Several days ago, I pointed out on Twitter that Valmiki’s Ramayana contains episodes where Sita criticises Rama, whereas representing Sita as chiding Rama today – as did a recent cartoon – often leads to extreme controversy. I soon found out that many now find intolerable even criticisms preserved within Valmiki’s text, especially when rendered into idiomatic English.
After offering a colloquial summary of Sita’s admonishment of Rama during the agnipariksha (fire test) episode, I found myself engulfed in an avalanche of hate. I received – on Twitter, Facebook, and private e-mails – death threats, rape threats, anti-Semitic messages, misogynistic comments, racially-charged attacks and so forth. Some of the death threats were notably graphic in their detail.
Alongside such malevolent attacks came an Internet campaign spearheaded by members of the Hindu Right for Rutgers University – my employer – to take punitive actions against me. As part of that campaign, an IT professional in Tampa reached out to Robert Goldman, Catherine and William L. Magistretti Distinguished Professor in South and Southeast Asian Studies at the University of California-Berkeley. Professor Goldman has had a long, distinguished career as a Sanskritist. He is an expert on and respected translator of Valmiki’s Ramayana. Professor Goldman sent an e-mail that is critical of my translations to the IT professional; the e-mail was then forwarded by the IT professional to the Rutgers administration and subsequently published by Swarajya magazine.
Scholarly disagreement is a normal, healthy part of the academic tradition. Professor Goldman and I agree on much about Sita’s speech to Rama at the agnipariksha, such as that she accuses him of “harbouring feelings of misogyny” (Goldman and Goldman, introduction to Yuddhakanda, 2009, p. 53). That Professor Goldman and I have different opinions on how to further succinctly encapsulate Sita’s remarks is not a cause for surprise but rather fodder for productive discourse and debate. Professor Goldman’s e-mail was a private message to an individual, and, as such, its content and tone were perhaps not well calibrated to express the view that divergent interpretations are a matter of scholarly disagreement.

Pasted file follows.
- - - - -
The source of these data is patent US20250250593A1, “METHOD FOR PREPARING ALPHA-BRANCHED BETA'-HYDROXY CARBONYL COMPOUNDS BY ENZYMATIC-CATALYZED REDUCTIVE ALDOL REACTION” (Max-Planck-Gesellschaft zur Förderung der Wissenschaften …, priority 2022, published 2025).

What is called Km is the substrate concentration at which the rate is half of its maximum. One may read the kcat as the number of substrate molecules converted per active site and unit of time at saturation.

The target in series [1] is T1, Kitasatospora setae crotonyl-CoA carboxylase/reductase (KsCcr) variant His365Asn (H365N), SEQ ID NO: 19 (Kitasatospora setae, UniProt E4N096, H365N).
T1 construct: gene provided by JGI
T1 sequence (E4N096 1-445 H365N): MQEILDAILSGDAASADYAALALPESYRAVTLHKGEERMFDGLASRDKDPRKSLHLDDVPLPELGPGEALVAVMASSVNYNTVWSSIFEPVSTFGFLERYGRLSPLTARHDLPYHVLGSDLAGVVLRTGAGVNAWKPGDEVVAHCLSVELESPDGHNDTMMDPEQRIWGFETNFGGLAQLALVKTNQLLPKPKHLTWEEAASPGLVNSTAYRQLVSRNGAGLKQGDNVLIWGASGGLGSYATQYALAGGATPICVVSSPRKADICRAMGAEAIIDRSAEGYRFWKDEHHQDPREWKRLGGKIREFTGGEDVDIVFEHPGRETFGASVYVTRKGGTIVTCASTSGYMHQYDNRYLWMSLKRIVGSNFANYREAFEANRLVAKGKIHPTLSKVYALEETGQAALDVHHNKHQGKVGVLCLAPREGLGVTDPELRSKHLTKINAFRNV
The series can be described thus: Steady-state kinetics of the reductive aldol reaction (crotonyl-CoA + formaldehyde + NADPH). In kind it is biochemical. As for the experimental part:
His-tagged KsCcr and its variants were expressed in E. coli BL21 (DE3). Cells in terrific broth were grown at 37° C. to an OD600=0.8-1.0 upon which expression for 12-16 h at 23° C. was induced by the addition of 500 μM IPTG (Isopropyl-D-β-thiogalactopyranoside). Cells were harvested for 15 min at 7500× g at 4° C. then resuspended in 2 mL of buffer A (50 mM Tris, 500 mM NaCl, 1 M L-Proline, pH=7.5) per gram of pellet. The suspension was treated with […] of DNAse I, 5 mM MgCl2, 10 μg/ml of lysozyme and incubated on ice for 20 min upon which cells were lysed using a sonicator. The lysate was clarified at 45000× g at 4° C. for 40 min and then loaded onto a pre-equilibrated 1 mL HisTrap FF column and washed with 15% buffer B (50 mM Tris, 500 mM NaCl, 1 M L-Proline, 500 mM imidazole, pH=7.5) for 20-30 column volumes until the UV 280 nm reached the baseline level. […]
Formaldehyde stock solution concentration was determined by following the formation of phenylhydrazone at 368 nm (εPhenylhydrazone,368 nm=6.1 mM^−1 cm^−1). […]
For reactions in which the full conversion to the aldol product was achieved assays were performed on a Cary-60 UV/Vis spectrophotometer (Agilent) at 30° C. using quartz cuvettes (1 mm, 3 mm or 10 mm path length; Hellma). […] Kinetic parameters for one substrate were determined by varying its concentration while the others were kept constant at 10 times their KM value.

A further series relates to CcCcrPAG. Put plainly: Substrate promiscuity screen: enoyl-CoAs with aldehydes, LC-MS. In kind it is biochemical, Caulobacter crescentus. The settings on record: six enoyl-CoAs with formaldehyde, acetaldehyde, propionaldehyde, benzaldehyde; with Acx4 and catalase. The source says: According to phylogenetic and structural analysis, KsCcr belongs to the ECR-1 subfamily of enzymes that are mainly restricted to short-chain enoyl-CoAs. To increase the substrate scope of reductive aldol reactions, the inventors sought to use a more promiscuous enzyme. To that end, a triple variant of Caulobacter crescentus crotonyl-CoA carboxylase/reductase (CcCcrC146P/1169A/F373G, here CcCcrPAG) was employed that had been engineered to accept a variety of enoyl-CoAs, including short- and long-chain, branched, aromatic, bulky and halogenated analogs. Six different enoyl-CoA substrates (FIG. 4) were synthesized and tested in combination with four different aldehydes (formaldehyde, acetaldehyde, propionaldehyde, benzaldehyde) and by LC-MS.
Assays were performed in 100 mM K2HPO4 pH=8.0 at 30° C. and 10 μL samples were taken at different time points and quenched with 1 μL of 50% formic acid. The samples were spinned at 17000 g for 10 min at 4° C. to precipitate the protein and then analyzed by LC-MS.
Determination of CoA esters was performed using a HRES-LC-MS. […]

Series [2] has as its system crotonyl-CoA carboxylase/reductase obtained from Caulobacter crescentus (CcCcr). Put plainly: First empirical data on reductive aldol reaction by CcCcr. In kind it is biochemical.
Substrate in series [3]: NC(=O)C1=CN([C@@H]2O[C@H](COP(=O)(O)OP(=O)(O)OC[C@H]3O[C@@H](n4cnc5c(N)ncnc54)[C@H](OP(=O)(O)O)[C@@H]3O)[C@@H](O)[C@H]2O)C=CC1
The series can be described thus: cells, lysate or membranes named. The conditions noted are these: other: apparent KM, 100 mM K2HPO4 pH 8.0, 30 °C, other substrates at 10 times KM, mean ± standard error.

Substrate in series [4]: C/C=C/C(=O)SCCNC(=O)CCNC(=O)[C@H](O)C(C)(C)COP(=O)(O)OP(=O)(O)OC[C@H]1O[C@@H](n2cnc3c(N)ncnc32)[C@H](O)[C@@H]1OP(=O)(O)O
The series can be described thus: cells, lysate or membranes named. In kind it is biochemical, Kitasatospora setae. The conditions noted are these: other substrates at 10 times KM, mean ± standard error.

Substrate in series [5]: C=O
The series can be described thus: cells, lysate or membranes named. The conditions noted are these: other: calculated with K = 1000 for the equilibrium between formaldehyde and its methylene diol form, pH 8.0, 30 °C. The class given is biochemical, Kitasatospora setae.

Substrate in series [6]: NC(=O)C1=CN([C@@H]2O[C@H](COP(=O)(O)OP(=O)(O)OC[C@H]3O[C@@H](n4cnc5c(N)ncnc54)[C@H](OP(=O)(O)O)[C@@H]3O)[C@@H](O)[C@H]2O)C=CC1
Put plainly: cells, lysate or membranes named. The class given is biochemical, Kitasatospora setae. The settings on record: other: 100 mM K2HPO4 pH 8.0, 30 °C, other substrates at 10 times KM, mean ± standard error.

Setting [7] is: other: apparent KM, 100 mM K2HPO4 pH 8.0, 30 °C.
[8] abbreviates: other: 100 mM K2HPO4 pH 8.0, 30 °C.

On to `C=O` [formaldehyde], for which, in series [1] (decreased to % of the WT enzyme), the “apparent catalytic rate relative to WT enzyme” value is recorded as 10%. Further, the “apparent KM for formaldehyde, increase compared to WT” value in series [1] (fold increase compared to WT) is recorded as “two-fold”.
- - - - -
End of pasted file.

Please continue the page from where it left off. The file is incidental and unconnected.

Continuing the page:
Criticising Rama’s actions in the Ramayana is a well-established part of Hindu traditions. Many pre-modern and modern thinkers have offered harsh assessments of Rama and his behaviour. Moreover, the moral ambiguity of the fire ordeal of Sita has led authors to explore questions of gender in the Ramayana tale in both the premodern period (such as the 16th-century female Bengali poet Candravati’s Ramayana) and the modern world (such as Gudipati Venkatachalam’s 20th-century Telugu play, Sītā Agnipraveśam). I am not among those who have offered an opinion on Rama or sought to retell the story. Rather, my alleged sin was to relay Sita’s criticism of Rama during the fire trial, and to do so by offering what I termed a “loose translation,” meaning a non-literal rendering, of Sita’s sentiments into contemporary English speech.